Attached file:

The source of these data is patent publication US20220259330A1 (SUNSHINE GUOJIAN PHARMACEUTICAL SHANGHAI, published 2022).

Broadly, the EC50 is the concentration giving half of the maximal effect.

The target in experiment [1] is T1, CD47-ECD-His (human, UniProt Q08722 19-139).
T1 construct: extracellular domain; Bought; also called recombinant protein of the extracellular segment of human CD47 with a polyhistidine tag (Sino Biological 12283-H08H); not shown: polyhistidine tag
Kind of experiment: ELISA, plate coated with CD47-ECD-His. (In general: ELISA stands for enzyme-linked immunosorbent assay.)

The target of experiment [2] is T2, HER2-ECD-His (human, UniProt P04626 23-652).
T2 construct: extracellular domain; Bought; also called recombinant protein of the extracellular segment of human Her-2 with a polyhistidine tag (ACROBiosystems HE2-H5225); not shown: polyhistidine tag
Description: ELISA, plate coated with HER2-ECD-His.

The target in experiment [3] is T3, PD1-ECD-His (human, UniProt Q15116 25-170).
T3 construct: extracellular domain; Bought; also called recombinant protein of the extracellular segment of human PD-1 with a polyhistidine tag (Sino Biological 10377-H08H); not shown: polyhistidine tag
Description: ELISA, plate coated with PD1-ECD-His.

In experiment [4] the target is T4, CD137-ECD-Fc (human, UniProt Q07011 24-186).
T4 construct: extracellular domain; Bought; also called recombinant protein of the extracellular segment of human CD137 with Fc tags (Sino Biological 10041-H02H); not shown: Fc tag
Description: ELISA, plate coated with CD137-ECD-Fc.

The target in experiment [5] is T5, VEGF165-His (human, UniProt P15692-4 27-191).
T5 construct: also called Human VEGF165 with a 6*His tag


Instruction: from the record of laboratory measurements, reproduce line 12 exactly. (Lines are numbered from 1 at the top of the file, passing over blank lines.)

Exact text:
In experiment [4] the target is T4, CD137-ECD-Fc (human, UniProt Q07011 24-186).